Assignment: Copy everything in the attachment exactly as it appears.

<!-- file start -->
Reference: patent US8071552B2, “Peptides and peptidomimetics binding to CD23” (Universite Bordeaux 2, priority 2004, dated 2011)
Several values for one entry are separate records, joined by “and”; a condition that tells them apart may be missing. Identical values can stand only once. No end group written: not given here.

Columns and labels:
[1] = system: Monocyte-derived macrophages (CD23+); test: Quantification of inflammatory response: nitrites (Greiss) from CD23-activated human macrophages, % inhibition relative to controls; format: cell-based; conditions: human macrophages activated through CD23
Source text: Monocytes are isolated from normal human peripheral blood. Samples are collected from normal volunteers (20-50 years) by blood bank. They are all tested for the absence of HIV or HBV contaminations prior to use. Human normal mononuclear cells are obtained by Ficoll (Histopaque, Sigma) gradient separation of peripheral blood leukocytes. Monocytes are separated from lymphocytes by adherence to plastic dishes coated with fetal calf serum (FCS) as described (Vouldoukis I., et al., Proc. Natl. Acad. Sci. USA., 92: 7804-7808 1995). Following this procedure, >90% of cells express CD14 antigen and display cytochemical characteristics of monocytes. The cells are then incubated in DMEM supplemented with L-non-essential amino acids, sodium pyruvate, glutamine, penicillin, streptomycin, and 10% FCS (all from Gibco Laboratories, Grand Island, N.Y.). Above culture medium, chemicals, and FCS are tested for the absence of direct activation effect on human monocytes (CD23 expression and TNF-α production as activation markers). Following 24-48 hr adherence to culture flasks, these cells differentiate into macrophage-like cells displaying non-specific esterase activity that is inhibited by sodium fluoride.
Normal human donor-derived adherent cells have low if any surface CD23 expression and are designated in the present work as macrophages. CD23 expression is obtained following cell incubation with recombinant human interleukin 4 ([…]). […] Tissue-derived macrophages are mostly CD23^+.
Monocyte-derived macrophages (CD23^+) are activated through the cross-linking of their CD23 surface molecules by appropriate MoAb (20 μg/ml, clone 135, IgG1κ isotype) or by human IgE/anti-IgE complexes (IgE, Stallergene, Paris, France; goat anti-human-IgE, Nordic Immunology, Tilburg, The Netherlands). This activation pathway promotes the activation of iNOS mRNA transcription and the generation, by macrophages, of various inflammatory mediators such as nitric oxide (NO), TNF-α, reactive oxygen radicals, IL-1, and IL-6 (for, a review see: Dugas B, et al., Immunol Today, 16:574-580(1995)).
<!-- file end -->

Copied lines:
Reference: patent US8071552B2, “Peptides and peptidomimetics binding to CD23” (Universite Bordeaux 2, priority 2004, dated 2011)
Several values for one entry are separate records, joined by “and”; a condition that tells them apart may be missing. Identical values can stand only once. No end group written: not given here.

Columns and labels:
[1] = system: Monocyte-derived macrophages (CD23+); test: Quantification of inflammatory response: nitrites (Greiss) from CD23-activated human macrophages, % inhibition relative to controls; format: cell-based; conditions: human macrophages activated through CD23
Source text: Monocytes are isolated from normal human peripheral blood. Samples are collected from normal volunteers (20-50 years) by blood bank. They are all tested for the absence of HIV or HBV contaminations prior to use. Human normal mononuclear cells are obtained by Ficoll (Histopaque, Sigma) gradient separation of peripheral blood leukocytes. Monocytes are separated from lymphocytes by adherence to plastic dishes coated with fetal calf serum (FCS) as described (Vouldoukis I., et al., Proc. Natl. Acad. Sci. USA., 92: 7804-7808 1995). Following this procedure, >90% of cells express CD14 antigen and display cytochemical characteristics of monocytes. The cells are then incubated in DMEM supplemented with L-non-essential amino acids, sodium pyruvate, glutamine, penicillin, streptomycin, and 10% FCS (all from Gibco Laboratories, Grand Island, N.Y.). Above culture medium, chemicals, and FCS are tested for the absence of direct activation effect on human monocytes (CD23 expression and TNF-α production as activation markers). Following 24-48 hr adherence to culture flasks, these cells differentiate into macrophage-like cells displaying non-specific esterase activity that is inhibited by sodium fluoride.
Normal human donor-derived adherent cells have low if any surface CD23 expression and are designated in the present work as macrophages. CD23 expression is obtained following cell incubation with recombinant human interleukin 4 ([…]). […] Tissue-derived macrophages are mostly CD23^+.
Monocyte-derived macrophages (CD23^+) are activated through the cross-linking of their CD23 surface molecules by appropriate MoAb (20 μg/ml, clone 135, IgG1κ isotype) or by human IgE/anti-IgE complexes (IgE, Stallergene, Paris, France; goat anti-human-IgE, Nordic Immunology, Tilburg, The Netherlands). This activation pathway promotes the activation of iNOS mRNA transcription and the generation, by macrophages, of various inflammatory mediators such as nitric oxide (NO), TNF-α, reactive oxygen radicals, IL-1, and IL-6 (for, a review see: Dugas B, et al., Immunol Today, 16:574-580(1995)).